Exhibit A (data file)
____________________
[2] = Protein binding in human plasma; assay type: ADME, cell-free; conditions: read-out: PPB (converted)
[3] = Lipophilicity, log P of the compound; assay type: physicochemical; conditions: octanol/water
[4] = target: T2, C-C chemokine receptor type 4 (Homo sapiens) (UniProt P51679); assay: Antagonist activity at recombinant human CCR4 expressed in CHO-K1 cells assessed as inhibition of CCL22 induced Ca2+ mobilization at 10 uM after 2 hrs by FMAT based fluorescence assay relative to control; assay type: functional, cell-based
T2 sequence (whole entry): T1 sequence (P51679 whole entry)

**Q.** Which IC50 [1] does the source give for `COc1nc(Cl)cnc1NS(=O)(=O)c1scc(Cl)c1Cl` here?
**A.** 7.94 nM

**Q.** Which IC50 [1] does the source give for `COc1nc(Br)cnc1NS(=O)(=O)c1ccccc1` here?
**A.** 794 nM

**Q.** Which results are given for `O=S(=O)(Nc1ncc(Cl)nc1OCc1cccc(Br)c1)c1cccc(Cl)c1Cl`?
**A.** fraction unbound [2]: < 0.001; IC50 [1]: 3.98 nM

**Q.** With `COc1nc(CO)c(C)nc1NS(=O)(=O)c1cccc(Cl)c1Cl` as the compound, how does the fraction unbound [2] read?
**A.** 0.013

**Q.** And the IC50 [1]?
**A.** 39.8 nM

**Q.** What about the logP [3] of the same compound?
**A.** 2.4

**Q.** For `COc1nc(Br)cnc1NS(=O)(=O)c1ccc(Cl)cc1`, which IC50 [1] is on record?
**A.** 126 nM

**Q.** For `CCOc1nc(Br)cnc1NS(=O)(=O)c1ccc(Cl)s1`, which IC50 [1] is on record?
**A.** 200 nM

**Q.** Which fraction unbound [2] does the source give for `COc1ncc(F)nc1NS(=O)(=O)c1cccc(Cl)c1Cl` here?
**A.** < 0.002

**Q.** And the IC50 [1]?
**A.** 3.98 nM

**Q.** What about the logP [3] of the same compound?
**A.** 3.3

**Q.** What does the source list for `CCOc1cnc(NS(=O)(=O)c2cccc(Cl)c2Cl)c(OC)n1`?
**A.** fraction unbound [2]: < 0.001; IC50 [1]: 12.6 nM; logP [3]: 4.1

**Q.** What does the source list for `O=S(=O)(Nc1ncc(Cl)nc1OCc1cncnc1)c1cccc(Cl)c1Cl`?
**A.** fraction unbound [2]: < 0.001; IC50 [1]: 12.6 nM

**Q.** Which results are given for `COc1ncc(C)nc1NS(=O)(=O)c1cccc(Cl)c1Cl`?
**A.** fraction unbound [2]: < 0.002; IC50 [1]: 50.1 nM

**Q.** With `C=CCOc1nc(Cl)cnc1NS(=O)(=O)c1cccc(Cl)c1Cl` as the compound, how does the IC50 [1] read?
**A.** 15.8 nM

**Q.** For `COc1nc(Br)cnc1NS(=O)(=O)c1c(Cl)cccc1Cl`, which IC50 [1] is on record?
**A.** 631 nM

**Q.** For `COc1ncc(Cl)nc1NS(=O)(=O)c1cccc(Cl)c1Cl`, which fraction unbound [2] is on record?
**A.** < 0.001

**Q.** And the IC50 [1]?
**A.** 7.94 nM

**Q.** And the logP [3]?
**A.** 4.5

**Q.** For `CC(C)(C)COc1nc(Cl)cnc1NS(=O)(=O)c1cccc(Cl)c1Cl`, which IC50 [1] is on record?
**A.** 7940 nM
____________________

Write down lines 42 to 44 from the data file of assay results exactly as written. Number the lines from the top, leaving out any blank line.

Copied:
**A.** 4.5

**Q.** For `CC(C)(C)COc1nc(Cl)cnc1NS(=O)(=O)c1cccc(Cl)c1Cl`, which IC50 [1] is on record?
**A.** 7940 nM